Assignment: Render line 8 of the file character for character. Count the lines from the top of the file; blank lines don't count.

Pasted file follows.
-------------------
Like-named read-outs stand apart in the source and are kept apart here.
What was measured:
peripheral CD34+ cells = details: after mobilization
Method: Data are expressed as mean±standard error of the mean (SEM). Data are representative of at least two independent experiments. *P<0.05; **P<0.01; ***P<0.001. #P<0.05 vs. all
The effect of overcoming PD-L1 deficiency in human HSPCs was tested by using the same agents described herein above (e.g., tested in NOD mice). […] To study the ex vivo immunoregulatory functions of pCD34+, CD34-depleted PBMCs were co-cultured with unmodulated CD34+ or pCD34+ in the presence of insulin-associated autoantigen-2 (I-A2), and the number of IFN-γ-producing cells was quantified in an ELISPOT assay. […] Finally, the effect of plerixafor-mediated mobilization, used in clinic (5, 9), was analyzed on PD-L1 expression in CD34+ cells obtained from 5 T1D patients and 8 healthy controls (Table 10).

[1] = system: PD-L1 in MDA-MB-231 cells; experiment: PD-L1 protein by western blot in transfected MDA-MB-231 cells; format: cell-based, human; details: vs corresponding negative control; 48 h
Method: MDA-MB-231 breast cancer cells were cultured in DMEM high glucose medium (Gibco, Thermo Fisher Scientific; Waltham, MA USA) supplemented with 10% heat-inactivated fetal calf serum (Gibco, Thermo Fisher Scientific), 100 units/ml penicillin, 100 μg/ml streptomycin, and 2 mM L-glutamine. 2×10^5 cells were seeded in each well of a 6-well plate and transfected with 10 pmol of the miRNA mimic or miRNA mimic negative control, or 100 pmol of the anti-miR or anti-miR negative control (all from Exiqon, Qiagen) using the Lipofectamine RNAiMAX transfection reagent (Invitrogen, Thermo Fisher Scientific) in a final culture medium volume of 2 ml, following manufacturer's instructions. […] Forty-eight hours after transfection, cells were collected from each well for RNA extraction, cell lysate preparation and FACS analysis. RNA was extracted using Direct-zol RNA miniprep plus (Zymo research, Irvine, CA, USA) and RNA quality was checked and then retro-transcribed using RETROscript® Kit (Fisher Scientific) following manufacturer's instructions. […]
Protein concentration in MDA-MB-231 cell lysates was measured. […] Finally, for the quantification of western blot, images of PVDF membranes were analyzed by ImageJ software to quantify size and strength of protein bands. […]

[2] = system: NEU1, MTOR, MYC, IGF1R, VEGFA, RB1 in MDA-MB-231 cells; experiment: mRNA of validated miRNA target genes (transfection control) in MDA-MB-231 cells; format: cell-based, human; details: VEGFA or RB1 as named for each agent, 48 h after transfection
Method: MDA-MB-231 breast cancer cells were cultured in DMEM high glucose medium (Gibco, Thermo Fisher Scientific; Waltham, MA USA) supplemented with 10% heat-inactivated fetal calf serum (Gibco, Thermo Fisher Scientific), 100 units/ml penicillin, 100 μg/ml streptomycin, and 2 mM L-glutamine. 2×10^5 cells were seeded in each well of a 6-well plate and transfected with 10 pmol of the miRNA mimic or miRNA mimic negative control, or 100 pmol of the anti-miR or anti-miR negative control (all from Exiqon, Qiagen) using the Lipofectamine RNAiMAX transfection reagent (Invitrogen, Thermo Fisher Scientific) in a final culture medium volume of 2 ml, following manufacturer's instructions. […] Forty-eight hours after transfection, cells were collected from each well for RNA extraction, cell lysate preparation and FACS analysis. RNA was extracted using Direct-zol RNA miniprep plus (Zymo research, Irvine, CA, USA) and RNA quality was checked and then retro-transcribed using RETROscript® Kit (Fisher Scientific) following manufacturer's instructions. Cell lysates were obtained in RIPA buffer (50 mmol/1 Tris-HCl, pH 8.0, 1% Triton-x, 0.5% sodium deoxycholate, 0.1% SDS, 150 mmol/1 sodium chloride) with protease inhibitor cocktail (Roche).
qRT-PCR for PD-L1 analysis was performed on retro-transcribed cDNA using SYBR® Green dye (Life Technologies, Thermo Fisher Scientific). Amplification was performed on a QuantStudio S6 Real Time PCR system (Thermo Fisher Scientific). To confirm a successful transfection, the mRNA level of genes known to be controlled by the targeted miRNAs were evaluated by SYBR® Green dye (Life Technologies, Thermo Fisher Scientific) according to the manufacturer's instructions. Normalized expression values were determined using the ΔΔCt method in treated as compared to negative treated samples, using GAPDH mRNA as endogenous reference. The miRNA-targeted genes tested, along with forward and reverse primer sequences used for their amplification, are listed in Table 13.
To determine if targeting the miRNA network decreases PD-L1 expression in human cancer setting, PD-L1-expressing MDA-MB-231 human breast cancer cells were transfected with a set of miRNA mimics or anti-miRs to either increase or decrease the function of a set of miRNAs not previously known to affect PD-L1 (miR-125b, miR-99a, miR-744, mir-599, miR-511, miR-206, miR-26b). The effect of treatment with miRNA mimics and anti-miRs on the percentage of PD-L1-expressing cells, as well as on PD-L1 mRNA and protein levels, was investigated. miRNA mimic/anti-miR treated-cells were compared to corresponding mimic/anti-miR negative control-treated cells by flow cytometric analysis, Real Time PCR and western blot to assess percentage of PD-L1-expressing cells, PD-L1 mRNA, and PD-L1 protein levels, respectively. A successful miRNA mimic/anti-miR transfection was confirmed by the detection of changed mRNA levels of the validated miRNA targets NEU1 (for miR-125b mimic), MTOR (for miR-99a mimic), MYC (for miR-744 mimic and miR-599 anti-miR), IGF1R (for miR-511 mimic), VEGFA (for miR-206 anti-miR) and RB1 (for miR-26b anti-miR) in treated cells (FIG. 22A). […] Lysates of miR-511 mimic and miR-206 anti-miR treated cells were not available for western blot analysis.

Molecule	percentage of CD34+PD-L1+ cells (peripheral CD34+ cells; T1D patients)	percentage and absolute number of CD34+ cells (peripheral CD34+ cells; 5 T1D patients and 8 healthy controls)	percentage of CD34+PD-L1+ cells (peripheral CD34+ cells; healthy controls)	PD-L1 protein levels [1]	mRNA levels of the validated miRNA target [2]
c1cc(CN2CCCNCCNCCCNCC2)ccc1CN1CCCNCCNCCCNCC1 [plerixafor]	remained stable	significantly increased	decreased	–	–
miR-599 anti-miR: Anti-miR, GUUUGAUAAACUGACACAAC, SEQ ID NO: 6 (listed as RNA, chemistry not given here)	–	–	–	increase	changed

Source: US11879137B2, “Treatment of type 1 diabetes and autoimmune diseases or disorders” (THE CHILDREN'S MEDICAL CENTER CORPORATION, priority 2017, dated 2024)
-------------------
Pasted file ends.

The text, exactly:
Protein concentration in MDA-MB-231 cell lysates was measured. […] Finally, for the quantification of western blot, images of PVDF membranes were analyzed by ImageJ software to quantify size and strength of protein bands. […]